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1981 CX500D, 1982 CX500C
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Discussion Starter · #1 ·
Hello everyone. I'm Brian from Georgia. I recently got the CX bug and picked up an 81 CX500D and an 82 CX500C. Both are running, but not great. I just started the process of working thru the bikes to get them road worthy. I ran across this forum and quickly put it on my favorites bar. The information on here has been a big help.
 

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1978 CX500 "The Grub", 1983 GL650I "Nimbus"
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11,188 Posts
Welcome, Brian!
I think you have your model years mixed up in your profile.
 
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I ran across this forum and quickly put it on my favorites bar. The information on here has been a big help.
As a side note even tho theres a search function for older threads... i copy the link/address of any "watershed"/important discussions to a word document then email it to self periodically just in case the pc dies... you can use cloud/usb to store as well.....
BTW and more importantly...Welcome!
 

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'84 CX650E that is evolving into a GL500
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Welcome to the forum and welcome to the world of antique vehicle ownership (they own us, not the other way around). Your bikes are about 4 decades old and may or may not have had all of the maintenance necessary to keep it safe & reliable so it is highly recommended to download the Factory Shop Manual for your model (available through the link above or the CX Wiki - link in my signature) and go through all of the service procedures, regardless of whether your bike has reached the specified mileage.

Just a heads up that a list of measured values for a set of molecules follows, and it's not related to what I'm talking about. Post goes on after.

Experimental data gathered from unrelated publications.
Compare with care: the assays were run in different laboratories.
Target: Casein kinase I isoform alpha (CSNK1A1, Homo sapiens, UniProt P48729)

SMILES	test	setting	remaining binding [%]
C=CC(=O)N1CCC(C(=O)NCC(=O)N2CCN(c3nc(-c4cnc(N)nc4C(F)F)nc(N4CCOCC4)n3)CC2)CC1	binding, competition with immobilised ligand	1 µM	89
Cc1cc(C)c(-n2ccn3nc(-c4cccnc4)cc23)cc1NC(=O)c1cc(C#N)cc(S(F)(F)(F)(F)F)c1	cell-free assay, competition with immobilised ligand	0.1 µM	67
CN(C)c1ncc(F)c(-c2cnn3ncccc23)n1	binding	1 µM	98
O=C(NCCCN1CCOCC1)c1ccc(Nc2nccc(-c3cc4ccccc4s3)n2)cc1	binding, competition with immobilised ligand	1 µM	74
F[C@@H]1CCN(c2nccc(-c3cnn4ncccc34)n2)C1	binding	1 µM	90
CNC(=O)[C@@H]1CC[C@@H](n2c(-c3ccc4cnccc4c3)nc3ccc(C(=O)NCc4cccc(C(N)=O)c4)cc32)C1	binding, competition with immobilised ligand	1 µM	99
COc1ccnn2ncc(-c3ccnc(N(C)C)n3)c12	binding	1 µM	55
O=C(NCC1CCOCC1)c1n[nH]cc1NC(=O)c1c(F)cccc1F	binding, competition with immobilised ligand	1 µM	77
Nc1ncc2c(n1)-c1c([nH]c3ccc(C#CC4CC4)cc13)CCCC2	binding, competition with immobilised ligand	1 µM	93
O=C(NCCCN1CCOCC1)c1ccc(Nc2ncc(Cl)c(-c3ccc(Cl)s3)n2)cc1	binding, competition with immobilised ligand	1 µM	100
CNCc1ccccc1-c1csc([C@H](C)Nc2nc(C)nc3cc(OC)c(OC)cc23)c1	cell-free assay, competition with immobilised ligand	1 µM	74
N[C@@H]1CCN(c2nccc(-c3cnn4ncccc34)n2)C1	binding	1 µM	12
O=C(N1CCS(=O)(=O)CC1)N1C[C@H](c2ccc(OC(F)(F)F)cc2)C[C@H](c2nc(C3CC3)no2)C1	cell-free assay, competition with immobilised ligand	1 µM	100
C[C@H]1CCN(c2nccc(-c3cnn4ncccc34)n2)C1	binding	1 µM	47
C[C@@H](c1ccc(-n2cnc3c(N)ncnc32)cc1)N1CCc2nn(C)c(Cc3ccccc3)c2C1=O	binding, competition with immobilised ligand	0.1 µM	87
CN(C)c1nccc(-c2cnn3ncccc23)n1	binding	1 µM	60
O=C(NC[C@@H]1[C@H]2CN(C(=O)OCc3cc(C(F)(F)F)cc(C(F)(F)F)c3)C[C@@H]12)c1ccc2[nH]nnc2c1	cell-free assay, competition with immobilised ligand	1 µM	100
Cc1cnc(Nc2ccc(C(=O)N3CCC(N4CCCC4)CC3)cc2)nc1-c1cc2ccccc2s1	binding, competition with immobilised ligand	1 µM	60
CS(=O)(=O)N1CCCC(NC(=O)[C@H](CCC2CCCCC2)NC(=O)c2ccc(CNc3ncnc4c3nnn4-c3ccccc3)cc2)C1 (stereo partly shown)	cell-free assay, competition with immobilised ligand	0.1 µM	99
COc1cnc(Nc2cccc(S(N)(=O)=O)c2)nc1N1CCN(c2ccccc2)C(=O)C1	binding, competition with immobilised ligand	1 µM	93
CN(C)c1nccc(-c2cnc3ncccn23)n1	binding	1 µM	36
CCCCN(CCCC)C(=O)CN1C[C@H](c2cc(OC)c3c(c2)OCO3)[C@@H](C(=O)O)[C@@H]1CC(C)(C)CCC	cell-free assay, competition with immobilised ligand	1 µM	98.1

I also recommend looking on all rubber parts with suspicion because rubber does not age gracefully. Check the date codes on your tires and replace them if they are over 5 years old no matter how good they look & feel (old rubber simply cannot flow around the irregularities in the asphalt well enough to grip, especially if it is cool or wet). If your bikes still have the original rubber brake lines, which should have been replaced every 2 or 3 fluid changes (= 5 or 6 years) I recommend shopping for modern stainless braided ones (they last practically forever and double the life of the fluid). And don't forget things like the rad hoses and the boot between the engine and swingarm (they can crack on the bottom where you don't see it).
 
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